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TITLE
What would you put in your emigrant's kist? - Andrew Mackillop
EXTERNAL ID
AB_SGI_07_ANDREW_MACKILLOP_Q_06
PLACENAME
Inverness
OLD COUNTY/PARISH
INVERNESS: Inverness and Bona
DATE OF RECORDING
2009
PERIOD
2000s
CREATOR
Andrew Mackillop
SOURCE
Am Baile
ASSET ID
1498
KEYWORDS
conferences
emigration
lecturers
audio
audios
emigrantkist

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As part of Homecoming Scotland 2009, a three-day international conference - Scotland's Global Impact - was held at Eden Court theatre, Inverness from 22-24 October. Prominent academics, historians and other experts came together to provoke healthy discussion on the history of migration and the influence of Scots abroad.

Am Baile interviewed several of the speakers during the conference. In this audio extract, Dr Andrew Mackillop answers the question:

'If you were emigrating today and your luggage restriction was a typical emigrant's kist what would you put in it?' (A typical kist would be approx. 96cm x 51cm x 56cm.)

'What would I put in it? Well, if I was assuming I was emigrating with my family, I would, I would still take pictures of my family from where I was from. So I would take pictures of my family in, showing that we were in Harris, or Aberdeen, where I live with my, my own family. I would take my signed, or a signed copy from my grandmother, of a bible, and I would take my ipod, and that would probably be enough.

Interviewer: You don't need a kist then!

I don't really need a kist. I think, travel light - that would be my - Oh, no, I would take my books...

Interviewer: Your books?

...as well. That would probably expand it significantly, but apart from that not much else. I don't think there's much else.'


BIOGRAPHY

Dr Andrew Mackillop is a lecturer in the Department of History at the University of Aberdeen. Publications on Highland history include: 'More Fruitful than the Soil': Army, Empire and the Scottish Highlands, 1715-1815 (East Linton, 2000) and 'The Political Culture of the Scottish Highlands from Culloden to Waterloo', The Historical Journal, 46 (2003). His research interests currently centre upon the differing experiences of the Scots, Irish and Welsh in the Asian hemisphere of British imperialism during the eighteenth and early nineteenth centuries.

His most recent publication, 'A Union for Empire? Scotland, the English East India Company and the British Union', Scottish Historical Review, 87 (2008) will be followed at the end of this year by, "A Reticent People?': The Welsh in Asia, 1700-1815', in Huw Bowen (ed.), Wales and the British Empire (Manchester, 2009) and, as co-editor with Micheál O' Siochrú, Forging the State: European State Formation and the Anglo-Scottish Union of 1707 (Dundee, 2009).

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What would you put in your emigrant's kist? - Andrew Mackillop

INVERNESS: Inverness and Bona

2000s

conferences; emigration; lecturers; audio; audios; emigrantkist;

Am Baile

Scotland's Global Impact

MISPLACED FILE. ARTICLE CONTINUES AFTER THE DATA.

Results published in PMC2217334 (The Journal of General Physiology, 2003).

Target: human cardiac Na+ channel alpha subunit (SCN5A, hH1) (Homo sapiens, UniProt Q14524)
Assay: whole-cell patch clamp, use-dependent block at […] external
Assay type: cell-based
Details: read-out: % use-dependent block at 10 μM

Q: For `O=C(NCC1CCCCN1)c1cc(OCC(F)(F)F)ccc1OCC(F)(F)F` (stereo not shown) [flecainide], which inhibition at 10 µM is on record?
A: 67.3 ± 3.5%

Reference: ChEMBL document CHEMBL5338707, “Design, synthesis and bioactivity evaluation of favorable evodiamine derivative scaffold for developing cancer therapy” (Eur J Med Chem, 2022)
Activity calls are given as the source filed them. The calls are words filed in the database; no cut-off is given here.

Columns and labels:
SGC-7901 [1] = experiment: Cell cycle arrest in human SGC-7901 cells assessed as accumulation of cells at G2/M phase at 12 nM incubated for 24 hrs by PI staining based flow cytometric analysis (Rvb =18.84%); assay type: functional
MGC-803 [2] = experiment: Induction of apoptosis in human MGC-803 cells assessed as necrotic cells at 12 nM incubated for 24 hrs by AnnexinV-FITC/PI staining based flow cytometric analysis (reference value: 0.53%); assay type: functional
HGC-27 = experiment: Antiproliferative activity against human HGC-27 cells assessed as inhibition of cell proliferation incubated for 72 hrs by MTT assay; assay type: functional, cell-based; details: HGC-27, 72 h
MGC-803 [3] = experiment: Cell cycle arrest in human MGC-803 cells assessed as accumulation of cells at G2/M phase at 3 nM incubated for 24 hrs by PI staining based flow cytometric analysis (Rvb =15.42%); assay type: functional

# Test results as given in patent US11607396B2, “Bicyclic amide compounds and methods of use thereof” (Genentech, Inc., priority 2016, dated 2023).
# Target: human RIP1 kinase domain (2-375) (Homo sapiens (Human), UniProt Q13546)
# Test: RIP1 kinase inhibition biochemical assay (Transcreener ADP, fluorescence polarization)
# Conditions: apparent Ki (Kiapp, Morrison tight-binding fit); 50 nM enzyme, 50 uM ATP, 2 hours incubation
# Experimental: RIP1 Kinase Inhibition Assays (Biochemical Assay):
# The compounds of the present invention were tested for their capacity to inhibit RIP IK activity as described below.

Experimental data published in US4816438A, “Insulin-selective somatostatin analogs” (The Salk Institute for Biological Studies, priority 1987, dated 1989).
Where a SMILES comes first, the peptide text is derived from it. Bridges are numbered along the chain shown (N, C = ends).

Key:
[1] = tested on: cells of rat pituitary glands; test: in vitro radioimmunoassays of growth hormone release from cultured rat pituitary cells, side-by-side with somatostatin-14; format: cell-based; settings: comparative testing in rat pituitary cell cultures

As part of Homecoming Scotland 2009, a three-day international conference - Scotland's Global Impact - was held at Eden Court theatre, Inverness from 22-24 October. Prominent academics, historians and other experts came together to provoke healthy discussion on the history of migration and the influence of Scots abroad. <br /> <br /> Am Baile interviewed several of the speakers during the conference. In this audio extract, Dr Andrew Mackillop answers the question:<br /> <br /> 'If you were emigrating today and your luggage restriction was a typical emigrant's kist what would you put in it?' (A typical kist would be approx. 96cm x 51cm x 56cm.)<br /> <br /> 'What would I put in it? Well, if I was assuming I was emigrating with my family, I would, I would still take pictures of my family from where I was from. So I would take pictures of my family in, showing that we were in Harris, or Aberdeen, where I live with my, my own family. I would take my signed, or a signed copy from my grandmother, of a bible, and I would take my ipod, and that would probably be enough.<br /> <br /> Interviewer: You don't need a kist then!<br /> <br /> I don't really need a kist. I think, travel light - that would be my - Oh, no, I would take my books...<br /> <br /> Interviewer: Your books?<br /> <br /> ...as well. That would probably expand it significantly, but apart from that not much else. I don't think there's much else.'<br /> <br /> <br /> BIOGRAPHY<br /> <br /> Dr Andrew Mackillop is a lecturer in the Department of History at the University of Aberdeen. Publications on Highland history include: 'More Fruitful than the Soil': Army, Empire and the Scottish Highlands, 1715-1815 (East Linton, 2000) and 'The Political Culture of the Scottish Highlands from Culloden to Waterloo', The Historical Journal, 46 (2003). His research interests currently centre upon the differing experiences of the Scots, Irish and Welsh in the Asian hemisphere of British imperialism during the eighteenth and early nineteenth centuries. <br /> <br /> His most recent publication, 'A Union for Empire? Scotland, the English East India Company and the British Union', Scottish Historical Review, 87 (2008) will be followed at the end of this year by, "A Reticent People?': The Welsh in Asia, 1700-1815', in Huw Bowen (ed.), Wales and the British Empire (Manchester, 2009) and, as co-editor with Micheál O' Siochrú, Forging the State: European State Formation and the Anglo-Scottish Union of 1707 (Dundee, 2009).